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National Innovation Foundation sleeps as millions drown

Posted by on 26 September 2008

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National Innovation Foundation sleeps as millions drown

33 years back, yeah, thirty three, that's in 1975, a boat-man refused a trip to safety unless he was paid. The person whom he refused, Saidullah was from Jatwa-Janerwa village and it was flooded during the monsoon. He pleaded but was refused the ride to safety. That was a defining moment in the young man's life. He went back to his humble abode and proved the old adage, Necessity is the mother of all inventions, right in just 3 days. Three days of a sublime creative process made him to come up with an ingenuous creation, the amphibious bicycle which could easily negotiate the floodwaters. He modified the conventional bicycle by adding four rectangular air floats to support it while it moved on water. Two fan blades were attached to the spokes of the rear wheel which enabled it to run on both water and land.The blades were arranged in such a fashion that the cycle could be driven in reverse direction too. Later, Saidullah demonstrated the prowess of his vehicle before a stunned crowd, which included the then state governor, AR Kidwai, when he crossed the river Ganges in Patna city.His big shining moment came in January 2005, a full 30 years after his invention, when the then Indian President, APJ Abdul Kalam, presented him with the National Innovation Foundation's (NIF) lifetime achievement award.In the same year, he was selected as one of the 12 finalists for the prestigious Wall Street Journal Asian Innovation Awards. He was also profiled for the Discovery Channel's "Beyond Tomorrow" programme.In fact, he has won so many awards that he has lost count of them all.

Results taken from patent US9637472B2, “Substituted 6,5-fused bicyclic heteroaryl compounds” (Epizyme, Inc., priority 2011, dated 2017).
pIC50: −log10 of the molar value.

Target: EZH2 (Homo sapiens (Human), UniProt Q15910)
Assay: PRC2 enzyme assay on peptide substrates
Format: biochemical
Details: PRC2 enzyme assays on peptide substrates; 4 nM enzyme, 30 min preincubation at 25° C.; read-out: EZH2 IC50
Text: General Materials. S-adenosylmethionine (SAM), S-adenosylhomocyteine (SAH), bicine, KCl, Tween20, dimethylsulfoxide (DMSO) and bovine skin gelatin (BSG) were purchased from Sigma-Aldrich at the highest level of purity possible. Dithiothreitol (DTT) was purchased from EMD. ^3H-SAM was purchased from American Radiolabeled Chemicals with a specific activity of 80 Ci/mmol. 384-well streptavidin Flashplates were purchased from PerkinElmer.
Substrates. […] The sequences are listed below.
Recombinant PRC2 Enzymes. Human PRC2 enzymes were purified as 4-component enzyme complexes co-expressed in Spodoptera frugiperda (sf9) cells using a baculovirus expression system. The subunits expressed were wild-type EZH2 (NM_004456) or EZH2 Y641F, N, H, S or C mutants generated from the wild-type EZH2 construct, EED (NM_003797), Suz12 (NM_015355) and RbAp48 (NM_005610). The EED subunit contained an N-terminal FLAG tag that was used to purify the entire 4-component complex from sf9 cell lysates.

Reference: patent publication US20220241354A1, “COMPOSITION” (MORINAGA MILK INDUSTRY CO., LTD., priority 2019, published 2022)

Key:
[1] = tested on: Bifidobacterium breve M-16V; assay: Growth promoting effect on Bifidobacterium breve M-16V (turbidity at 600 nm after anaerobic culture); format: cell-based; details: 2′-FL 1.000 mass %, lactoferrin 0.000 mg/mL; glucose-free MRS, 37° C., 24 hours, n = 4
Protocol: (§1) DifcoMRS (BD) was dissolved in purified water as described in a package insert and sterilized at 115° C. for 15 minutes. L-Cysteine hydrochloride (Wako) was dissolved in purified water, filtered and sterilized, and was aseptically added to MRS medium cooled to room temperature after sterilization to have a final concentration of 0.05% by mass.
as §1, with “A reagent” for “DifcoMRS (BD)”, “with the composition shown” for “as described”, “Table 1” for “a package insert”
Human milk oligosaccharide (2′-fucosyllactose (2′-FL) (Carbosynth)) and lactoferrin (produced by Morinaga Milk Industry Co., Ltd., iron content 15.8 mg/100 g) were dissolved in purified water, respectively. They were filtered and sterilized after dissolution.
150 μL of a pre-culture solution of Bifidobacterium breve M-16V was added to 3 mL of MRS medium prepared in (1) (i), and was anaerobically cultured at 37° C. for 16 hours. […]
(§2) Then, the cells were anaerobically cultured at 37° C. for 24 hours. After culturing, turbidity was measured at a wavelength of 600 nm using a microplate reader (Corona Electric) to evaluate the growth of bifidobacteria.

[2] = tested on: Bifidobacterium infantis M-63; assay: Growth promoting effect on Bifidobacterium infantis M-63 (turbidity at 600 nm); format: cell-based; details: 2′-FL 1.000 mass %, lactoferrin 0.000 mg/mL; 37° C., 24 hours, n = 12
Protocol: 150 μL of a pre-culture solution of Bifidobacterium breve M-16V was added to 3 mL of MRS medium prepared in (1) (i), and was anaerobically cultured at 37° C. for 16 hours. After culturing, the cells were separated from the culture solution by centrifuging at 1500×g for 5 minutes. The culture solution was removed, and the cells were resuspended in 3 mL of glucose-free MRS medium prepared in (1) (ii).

Now is where the fun starts. After Kalam's eye was cast on him, the National Innovation Foundation[NIF] was so impressed that they took away his bicycle and offered to get it patented. But three years later, 2008, Saidullah has neither got the patent nor the bicycle.Today, he lives in penury. Everyday, he pedals about 30 kms on his bicycle to sell honey so that he can feed his family of 16. But the work brings him a paltry 1,500 rupees a month. Unable to make the ends meet, he has now put up his roadside half-thatched, half-concrete house and the small plot of land - in Mathia Dih locality of Motihari in East Champaran district - on sale. His disillusionment is such that Mr Saidullah wants to return all his awards and trophies."If you want to destroy someone, give him an award," he says. After the bicycle, Mr Saidullah also invented an amphibious cycle-rickshaw and takes his grandchldren for a joy-ride in a nearby pond. "But IHis big shining moment came in January 2005, a full 30 years after his invention, when the then Indian President, APJ Abdul Kalam, presented him with the National Innovation Foundation's (NIF) lifetime achievement award.In the same year, he was selected as one of the 12 finalists for the prestigious Wall Street Journal Asian Innovation Awards. He was also profiled for the Discovery Channel's "Beyond Tomorrow" programme.In fact, he has won so many awards that he has lost count of them all.